Charlotte Bredahl was a member of the 1992 bronze medal U.S. Olympic dressage team in Barcelona riding Monsieur. In 1997, she was part of the silver–winning team at the North American Championship on Lugano. She trained both horses from the start. Charlotte is a USEF (S) judge and FEI 4* judge who has judged all over the world. Three years ago, she was appointed USEF Assistant Youth Coach and now dedicates most of her time to coaching. She recently purchased a home in Wellington, Florida, where she plans to spend winters. Do you have a question you want Charlotte to answer? Send questions to email@example.com.
When do you introduce counter canter?
When the horse can stay in decent balance on both straight lines and on 15-meter circles and work in a steady connection. I will explain my favorite exercise to introduce counter canter to both horses and riders. Let’s say you are on left-lead canter and you go from F towards the first quarter line. You should reach it between B and X. At that point, you do a 15-meter circle left. When you finish the circle, you continue on a straight line to M. After you have done that a few times, your horse (and you) will start to anticipate the circle coming up and will come into a better balance. When that’s working really well, it’s time to leave out the circle and you end up doing counter canter on a very shallow loop. When the counter canter to quarter line is working well, it’s time do the same exercise to the center line. This time you’ll go directly from F to X and then do a 10-meter circle. After the circle, you go straight to M. When that becomes easy, leave out the circle and you should have a nice, balanced counter canter. Keep in mind most horses will have better balance in one direction so you have to adjust the exercise accordingly. Horses always tend to anticipate what’s coming up next and we want him to anticipate the circle. Without doing the circles first, most likely he will anticipate either a flying change or he’ll lose his balance.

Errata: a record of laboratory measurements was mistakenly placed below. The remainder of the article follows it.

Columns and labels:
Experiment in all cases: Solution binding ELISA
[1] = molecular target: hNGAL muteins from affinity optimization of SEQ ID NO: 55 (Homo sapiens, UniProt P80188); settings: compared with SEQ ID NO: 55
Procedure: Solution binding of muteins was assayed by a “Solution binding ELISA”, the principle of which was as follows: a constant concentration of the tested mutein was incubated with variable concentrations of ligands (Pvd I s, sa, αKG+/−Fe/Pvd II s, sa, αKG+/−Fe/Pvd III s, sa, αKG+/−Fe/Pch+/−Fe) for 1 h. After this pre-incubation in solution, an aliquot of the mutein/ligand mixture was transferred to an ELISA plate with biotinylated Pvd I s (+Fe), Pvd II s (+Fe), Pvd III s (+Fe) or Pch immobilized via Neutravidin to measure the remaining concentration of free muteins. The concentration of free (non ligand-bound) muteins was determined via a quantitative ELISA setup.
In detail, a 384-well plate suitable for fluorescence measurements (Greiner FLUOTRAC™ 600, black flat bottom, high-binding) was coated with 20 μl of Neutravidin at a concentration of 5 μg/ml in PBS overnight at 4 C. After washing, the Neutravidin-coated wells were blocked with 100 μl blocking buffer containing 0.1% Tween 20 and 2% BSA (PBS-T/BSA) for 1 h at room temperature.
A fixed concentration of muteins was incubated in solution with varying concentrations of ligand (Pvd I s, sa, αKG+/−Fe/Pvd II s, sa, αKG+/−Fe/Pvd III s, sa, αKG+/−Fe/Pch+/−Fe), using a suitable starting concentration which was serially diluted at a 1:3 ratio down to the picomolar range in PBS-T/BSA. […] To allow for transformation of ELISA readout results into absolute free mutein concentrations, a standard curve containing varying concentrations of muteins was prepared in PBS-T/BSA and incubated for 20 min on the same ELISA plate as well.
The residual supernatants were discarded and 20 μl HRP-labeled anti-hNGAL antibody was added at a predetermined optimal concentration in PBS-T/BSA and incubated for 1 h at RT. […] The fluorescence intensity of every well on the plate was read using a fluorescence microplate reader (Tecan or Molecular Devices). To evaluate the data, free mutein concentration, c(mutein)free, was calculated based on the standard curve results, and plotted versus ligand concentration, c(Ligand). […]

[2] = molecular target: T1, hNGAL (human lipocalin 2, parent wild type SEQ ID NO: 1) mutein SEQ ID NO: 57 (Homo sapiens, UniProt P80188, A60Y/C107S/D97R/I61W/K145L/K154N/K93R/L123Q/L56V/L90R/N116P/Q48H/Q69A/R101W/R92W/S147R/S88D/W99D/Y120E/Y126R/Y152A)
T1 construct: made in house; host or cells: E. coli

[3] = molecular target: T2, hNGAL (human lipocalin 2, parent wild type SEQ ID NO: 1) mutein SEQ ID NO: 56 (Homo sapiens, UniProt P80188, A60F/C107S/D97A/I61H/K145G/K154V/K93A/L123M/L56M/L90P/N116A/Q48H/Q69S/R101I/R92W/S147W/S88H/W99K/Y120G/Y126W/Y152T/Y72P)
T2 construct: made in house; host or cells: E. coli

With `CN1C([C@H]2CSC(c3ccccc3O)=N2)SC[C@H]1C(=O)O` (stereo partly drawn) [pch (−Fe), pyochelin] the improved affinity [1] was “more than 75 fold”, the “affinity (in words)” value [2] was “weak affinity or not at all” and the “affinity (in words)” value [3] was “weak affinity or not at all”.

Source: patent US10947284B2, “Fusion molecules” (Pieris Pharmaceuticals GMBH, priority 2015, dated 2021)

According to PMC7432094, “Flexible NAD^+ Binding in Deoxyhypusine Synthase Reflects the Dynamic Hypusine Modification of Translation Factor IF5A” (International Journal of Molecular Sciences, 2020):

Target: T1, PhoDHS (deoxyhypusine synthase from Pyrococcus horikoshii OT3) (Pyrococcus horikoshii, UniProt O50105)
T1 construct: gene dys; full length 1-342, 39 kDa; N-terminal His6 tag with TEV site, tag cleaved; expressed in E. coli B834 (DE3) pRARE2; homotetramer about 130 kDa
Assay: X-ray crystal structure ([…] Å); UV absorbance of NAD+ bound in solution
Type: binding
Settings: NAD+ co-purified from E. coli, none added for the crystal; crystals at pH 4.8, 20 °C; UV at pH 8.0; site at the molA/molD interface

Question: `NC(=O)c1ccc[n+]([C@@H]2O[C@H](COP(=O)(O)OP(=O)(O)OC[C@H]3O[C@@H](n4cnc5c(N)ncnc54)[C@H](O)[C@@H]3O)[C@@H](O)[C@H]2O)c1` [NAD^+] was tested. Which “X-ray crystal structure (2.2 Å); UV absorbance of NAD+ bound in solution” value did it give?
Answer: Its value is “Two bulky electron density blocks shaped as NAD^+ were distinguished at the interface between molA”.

What’s the next step after the horse is doing well with bending lines and transitions between gaits?
Once the horse is moving nicely forward from the inside leg and beginning to understand the aids for moving sideways, it’s time to work more on straight lines and on leg-yielding. I usually start leg-yielding by going down the quarter line and then leg yield gradually to the wall. I start out with nice flexion to the inside, referring to the poll, but no neck bend. Then I press with inside leg and push the horse towards the wall. You have to pay very close attention to the alignment of the horse, so he stays almost straight and doesn’t pop the shoulder to the outside. He will tell you where your inside leg should be: If the haunches are leading, you need your leg closer to the girth and if haunches are trailing, further back. Keep your outside rein firm enough to control the shoulder. Make sure to keep the forward flow.
Once the leg yield from the quarter line is working well, you can try from the center line. Use the same process as before, but go straight several strides when you get to the quarter line to make sure you have proper alignment. At this stage of training, you are only doing this in walk and trot. Keeping a young horse straight in the canter is often not so easy. Most horses will naturally want to carry haunches a bit to the inside. The rider needs to help the horse by riding in a slight shoulder-fore in the canter. You have to have enough control of the outside rein to prevent the horse from popping the shoulder to the outside and enough inside leg to keep him from falling in. You have to keep your inside leg at the girth, because if you put your leg back, you’re asking for a flying change. In the beginning it’s better to only go straight about 20 meters at a time, before doing a circle. Most young horses have trouble staying in balance at the canter on straight lines and will need a circle to get balance back.